When the short, dark days of winter send most of us under the covers nursing a hot chocolate or anything with a shot of rum, artists, driven by tenacity and curiosity continue to explore the vagaries of the season reproduced in two or three dimensions. The earliest images of winter were executed in paint on canvas or parchment. Now, contemporary artists may resort to snow and ice as their medium, using the ephemeral qualities inherent of water below 32 degrees to call attention to the pressing issue of climate change. The following ten examples trace the art of winter over time.
February from the French Gothic manuscript illumination titled Trés Riches Heures du Duc de Berry (1412-16) by the Limbourg Brothers is one of the earliest recorded paintings of a winter scene. It is one image from this book of hours, an illustrated collection of 131 prayers to be said at the canonical hours. Now it can be found in the permanent collection of the Musée Condé, Chantilly, France.
The Hunters in the Snow (1565) by Pieter Bruegel the Elder is part of a cycle of works illustrating the months and the labor associated with the seasons. Often sited as the first nonreligious depiction of a snow scene, this oil on wood panel captures the mood of a group of unsuccessful hunters with their dogs and illuminates many aspects of mid-winter life in a small northern European village.
Caspar David Friedrich (1774-1840) was a brooding German landscape painter very popular in his own time. Included in the nineteenth-century Romantic movement, Friedrich revered spirituality embedded in the landscape. His blissful regard of the natural world took a negative turn in one of his most pessimistic works, The Sea Ice, also known as The Wreck of Hope. In the painting, shifting slabs of Arctic ice crush a wooden ship, a metaphor for human helplessness when confronting nature’s powerful indifference.
George Henry Durrie (1820-1863) was an American artist whose reputation as a painter of rural winter scenes became entrenched in the nation’s sense of its historical past when Currier and Ives reproduced his work in lithographic prints. Hunter in Winter Wood, painted in 1860 near the end of his short life, showcases his command of a limited palette of warm and cool white and gray.
American Impressionist Childe Hassam (1859-1935) juggled his fine art pursuits with commercial work as an engraver for much of his life. Although New England-based he lived in France during his formative years, at one time taking over Renoir’s studio. Snowstorm Madison Square (1890), an oil on canvas cityscape, recalls the painterly effects of light in Monet’s Rouen Cathedral series created during the same time.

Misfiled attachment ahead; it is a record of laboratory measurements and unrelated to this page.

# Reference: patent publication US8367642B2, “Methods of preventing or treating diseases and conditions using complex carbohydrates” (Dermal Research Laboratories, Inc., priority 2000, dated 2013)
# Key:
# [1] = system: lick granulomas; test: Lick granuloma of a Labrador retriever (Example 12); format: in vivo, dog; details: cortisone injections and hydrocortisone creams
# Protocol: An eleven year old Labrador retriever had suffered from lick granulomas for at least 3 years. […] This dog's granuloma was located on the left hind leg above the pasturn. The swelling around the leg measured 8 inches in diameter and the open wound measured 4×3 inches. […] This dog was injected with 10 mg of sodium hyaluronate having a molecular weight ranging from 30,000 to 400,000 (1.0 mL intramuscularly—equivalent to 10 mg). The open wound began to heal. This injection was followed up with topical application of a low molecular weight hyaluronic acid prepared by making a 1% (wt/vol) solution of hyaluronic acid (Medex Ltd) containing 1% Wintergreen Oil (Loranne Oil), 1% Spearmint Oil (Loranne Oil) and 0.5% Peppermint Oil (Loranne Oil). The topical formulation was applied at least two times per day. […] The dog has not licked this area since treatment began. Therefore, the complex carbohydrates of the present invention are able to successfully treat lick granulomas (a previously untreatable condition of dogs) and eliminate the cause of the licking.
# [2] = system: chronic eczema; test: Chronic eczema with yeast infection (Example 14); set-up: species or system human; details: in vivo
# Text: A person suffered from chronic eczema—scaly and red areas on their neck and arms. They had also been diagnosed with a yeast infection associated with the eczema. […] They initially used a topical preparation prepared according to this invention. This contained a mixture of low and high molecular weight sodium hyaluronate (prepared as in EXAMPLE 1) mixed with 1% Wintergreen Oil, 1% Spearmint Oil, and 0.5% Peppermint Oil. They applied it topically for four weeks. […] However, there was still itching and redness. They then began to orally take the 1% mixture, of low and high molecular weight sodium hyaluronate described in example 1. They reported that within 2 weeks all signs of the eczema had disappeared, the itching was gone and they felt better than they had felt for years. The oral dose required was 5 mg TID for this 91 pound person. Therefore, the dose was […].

Vermonter Wilson “Snowflake” Bentley (1865-1931) was the first known photographer of snowflakes. Fascinated by snowflakes since childhood, Bentley experimented photographing them on black velvet through a microscope. A collection of Bentley snowflake micrographs from 1902 shows the crystalline structure of a single flake. This unique image, along with over 5,000 others, supported the theory that no two snowflakes are alike.
This miniature winter world created inside a snow-globe is the work of artists and life partners, Walter Martin and Paloma Muñoz. In Alone Together (2006), a tiny male and female figure are shackled together in the middle of a snowstorm. Indifferent to their joint dilemma, this work seems to be a metaphor for troubled relationships.
Sally Linder’s climate change concerns and compassion for all living things are the driving forces behind her work. The polar bear becomes a poignant, at times, gut-wrenching protagonist, in her series of paintings about the Arctic’s receding ice cover. In the mixed media piece Adrift (2015) ice is nowhere to be seen. Stranded on a floating tangled nest of ropes and debris, a female polar bear protects her cub while looking upward towards what appears to be an illusory escape.
In the twentieth and twenty-first centuries, environmental concerns have come to dominate the conceptual underpinnings of many artists' work. Pack Ice, an oil on paper, mounted on panel, monochrome work by the widely traveled plein air painter Lisa Lebofsky places the viewer directly on the ice. As the far horizon stretches before us nothing is revealed but more ice, creating a deep sense of ill-defined anxiety about an unknown future.
For an artist like Simon Beck, snow is his passion and his medium. His snowshoe clad feet serve as the tool for etching ephemeral images across the northern hemisphere’s frozen landscape. Originally trained as an engineer at Oxford, Beck’s designs usually consist of mathematical shapes that he carefully calculates before stepping foot on the virginal white surface of new-fallen snow.